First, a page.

Is Paid Family Leave Taxable?
What are the differences between paid and unpaid family leave?
While there is no federal law requiring employers to pay for family leave, certain employers do have to follow the Family and Medical Leave Act (FMLA). From these covered employers, employers may voluntarily offer this leave as of January 1, 2021 after an employee takes leave for 10 days unpaid for up to 10 weeks for reasons related to Covid 19.
Employees can use their unpaid leave for:
- The birth, adoption, or foster care placement of a child
- The care of a spouse, child, or parent with a serious health condition
- A personal serious health condition that makes the employee unable to perform their job or telwork
- A situation that requires attention because of the military deployment of a spouse, child, or parent
If an employer chooses to offer PFL, they will be entitled to claim a fully refundable tax credit up to 100% of the family leave wages and allocatable qualified health plan expenses and the eligible share of medicare tax on the qualified family leave wages it pays.
Under the expanded FMLA, the eligible employer pays the employee qualified family leave wages for at least 2/3 of their regular wages, multiplied by the number of hours the employee would have worked, not to exceed $200/day and $10,000 in total for the calendar year.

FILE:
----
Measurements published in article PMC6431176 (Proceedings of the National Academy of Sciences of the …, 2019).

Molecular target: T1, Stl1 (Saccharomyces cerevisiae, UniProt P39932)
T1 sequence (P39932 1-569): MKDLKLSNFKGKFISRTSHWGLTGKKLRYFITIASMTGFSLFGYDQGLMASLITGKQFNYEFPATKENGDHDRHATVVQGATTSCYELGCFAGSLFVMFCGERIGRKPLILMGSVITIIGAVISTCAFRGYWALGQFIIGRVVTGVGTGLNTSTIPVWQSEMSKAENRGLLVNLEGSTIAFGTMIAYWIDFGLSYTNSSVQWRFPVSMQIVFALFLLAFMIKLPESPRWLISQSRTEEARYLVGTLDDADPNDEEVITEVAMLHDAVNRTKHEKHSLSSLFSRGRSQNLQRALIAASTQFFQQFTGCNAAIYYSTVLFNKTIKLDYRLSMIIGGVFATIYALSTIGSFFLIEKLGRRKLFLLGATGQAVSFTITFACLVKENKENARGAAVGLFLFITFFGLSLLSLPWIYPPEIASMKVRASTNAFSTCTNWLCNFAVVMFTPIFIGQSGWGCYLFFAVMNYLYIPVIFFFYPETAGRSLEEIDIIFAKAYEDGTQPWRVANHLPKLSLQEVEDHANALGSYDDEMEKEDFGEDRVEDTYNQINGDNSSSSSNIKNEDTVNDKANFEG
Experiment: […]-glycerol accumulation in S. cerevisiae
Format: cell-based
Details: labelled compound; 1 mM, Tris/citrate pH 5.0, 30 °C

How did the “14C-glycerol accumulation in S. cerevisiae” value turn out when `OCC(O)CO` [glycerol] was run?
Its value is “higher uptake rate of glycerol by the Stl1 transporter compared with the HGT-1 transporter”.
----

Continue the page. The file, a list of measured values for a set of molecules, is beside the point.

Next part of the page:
Employee PFL contributions are post-tax deductions, which means the contributions made into the state fund are subject to taxes.
If an employee takes PFL, the wages they receive are subject to federal income tax, but not Social Security and Medicare taxes, or federal unemployment tax. The employee will receive a 1099-G, which will need to be added to their annual 1040 if the employee claims for the state PFL benefits.
The above information is of a general nature only and should not be relied upon for specific situations. Click here for additional tax services information.
Call Marlies Y Hendricks CPA PLLC at either 716-694-3500 or 910-769-8730.